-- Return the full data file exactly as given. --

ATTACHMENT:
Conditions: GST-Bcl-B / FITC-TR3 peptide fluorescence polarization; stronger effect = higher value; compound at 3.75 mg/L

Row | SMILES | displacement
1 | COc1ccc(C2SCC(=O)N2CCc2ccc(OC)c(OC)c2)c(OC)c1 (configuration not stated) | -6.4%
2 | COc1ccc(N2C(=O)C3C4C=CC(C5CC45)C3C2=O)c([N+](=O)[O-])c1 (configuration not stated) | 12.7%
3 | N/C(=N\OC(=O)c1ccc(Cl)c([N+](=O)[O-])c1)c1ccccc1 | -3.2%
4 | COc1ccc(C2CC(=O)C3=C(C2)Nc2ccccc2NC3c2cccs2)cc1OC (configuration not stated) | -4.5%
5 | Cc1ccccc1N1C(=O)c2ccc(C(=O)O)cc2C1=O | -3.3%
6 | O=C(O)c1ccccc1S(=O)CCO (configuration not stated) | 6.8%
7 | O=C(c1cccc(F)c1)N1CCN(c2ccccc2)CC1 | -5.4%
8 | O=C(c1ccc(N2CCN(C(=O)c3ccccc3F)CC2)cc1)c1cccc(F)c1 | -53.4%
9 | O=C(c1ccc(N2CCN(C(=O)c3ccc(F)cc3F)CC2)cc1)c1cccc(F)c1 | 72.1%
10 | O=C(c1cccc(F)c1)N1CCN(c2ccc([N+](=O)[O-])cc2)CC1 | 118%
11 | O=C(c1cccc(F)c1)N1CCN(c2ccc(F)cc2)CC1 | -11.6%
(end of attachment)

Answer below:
Conditions: GST-Bcl-B / FITC-TR3 peptide fluorescence polarization; stronger effect = higher value; compound at 3.75 mg/L

Row | SMILES | displacement
1 | COc1ccc(C2SCC(=O)N2CCc2ccc(OC)c(OC)c2)c(OC)c1 (configuration not stated) | -6.4%
2 | COc1ccc(N2C(=O)C3C4C=CC(C5CC45)C3C2=O)c([N+](=O)[O-])c1 (configuration not stated) | 12.7%
3 | N/C(=N\OC(=O)c1ccc(Cl)c([N+](=O)[O-])c1)c1ccccc1 | -3.2%
4 | COc1ccc(C2CC(=O)C3=C(C2)Nc2ccccc2NC3c2cccs2)cc1OC (configuration not stated) | -4.5%
5 | Cc1ccccc1N1C(=O)c2ccc(C(=O)O)cc2C1=O | -3.3%
6 | O=C(O)c1ccccc1S(=O)CCO (configuration not stated) | 6.8%
7 | O=C(c1cccc(F)c1)N1CCN(c2ccccc2)CC1 | -5.4%
8 | O=C(c1ccc(N2CCN(C(=O)c3ccccc3F)CC2)cc1)c1cccc(F)c1 | -53.4%
9 | O=C(c1ccc(N2CCN(C(=O)c3ccc(F)cc3F)CC2)cc1)c1cccc(F)c1 | 72.1%
10 | O=C(c1cccc(F)c1)N1CCN(c2ccc([N+](=O)[O-])cc2)CC1 | 118%
11 | O=C(c1cccc(F)c1)N1CCN(c2ccc(F)cc2)CC1 | -11.6%